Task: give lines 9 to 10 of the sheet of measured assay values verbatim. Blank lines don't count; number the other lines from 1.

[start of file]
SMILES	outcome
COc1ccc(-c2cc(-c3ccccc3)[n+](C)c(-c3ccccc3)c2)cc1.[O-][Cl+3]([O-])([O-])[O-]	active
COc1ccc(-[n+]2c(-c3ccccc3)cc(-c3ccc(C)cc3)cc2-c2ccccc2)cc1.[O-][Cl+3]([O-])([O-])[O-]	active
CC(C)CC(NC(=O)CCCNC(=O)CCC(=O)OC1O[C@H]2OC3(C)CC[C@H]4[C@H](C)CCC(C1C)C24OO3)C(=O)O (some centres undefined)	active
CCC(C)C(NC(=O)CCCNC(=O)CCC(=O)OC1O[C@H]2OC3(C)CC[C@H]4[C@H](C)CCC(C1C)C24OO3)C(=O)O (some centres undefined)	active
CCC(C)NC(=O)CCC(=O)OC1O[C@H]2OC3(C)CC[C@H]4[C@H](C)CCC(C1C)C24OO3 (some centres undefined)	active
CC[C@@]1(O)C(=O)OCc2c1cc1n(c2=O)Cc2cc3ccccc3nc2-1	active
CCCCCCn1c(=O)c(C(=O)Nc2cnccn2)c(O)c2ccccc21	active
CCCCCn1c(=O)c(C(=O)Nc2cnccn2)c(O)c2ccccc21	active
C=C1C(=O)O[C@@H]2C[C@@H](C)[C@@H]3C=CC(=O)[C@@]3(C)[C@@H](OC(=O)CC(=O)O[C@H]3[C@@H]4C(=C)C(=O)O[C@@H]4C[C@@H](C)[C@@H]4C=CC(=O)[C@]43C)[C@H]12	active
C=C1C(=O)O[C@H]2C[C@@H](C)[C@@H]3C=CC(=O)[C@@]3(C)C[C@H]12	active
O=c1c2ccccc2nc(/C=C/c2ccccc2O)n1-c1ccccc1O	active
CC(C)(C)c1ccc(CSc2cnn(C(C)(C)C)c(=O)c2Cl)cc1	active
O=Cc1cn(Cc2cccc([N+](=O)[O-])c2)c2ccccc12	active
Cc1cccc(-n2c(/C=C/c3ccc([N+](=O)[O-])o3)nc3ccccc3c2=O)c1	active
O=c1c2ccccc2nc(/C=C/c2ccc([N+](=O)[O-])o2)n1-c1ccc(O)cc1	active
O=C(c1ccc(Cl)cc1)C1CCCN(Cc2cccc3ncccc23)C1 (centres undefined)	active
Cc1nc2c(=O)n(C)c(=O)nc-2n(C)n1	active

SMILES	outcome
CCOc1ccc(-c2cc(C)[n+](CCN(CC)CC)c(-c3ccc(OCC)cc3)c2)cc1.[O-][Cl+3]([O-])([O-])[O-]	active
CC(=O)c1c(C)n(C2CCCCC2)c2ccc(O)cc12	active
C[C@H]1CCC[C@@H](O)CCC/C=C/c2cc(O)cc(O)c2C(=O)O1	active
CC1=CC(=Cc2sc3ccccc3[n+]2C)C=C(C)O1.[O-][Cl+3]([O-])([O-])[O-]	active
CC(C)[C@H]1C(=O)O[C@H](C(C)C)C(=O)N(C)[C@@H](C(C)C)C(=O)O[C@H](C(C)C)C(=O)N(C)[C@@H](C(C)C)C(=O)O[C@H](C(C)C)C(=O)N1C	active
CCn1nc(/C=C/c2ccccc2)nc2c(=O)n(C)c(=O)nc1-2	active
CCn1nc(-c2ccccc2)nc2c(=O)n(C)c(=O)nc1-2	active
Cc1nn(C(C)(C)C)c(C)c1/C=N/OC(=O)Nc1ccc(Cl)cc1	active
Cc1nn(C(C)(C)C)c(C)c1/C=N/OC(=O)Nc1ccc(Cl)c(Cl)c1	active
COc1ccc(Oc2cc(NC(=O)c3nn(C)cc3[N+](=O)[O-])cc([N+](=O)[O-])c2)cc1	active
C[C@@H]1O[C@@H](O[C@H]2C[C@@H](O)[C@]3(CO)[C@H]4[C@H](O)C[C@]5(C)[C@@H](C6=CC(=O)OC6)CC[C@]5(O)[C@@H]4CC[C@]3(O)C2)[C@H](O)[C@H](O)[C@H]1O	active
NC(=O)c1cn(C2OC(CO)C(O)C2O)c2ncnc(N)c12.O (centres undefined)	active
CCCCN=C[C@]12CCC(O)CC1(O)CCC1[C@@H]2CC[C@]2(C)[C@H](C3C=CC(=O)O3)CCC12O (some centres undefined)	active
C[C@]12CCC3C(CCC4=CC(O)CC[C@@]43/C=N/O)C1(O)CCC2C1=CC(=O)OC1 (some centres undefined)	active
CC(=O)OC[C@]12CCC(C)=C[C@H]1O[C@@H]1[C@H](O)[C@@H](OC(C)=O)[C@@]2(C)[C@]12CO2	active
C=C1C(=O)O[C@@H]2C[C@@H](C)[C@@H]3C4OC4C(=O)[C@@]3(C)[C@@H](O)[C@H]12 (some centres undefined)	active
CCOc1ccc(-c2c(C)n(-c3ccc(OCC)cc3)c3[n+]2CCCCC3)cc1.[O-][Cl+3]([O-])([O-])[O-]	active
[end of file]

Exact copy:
CCCCCn1c(=O)c(C(=O)Nc2cnccn2)c(O)c2ccccc21	active
C=C1C(=O)O[C@@H]2C[C@@H](C)[C@@H]3C=CC(=O)[C@@]3(C)[C@@H](OC(=O)CC(=O)O[C@H]3[C@@H]4C(=C)C(=O)O[C@@H]4C[C@@H](C)[C@@H]4C=CC(=O)[C@]43C)[C@H]12	active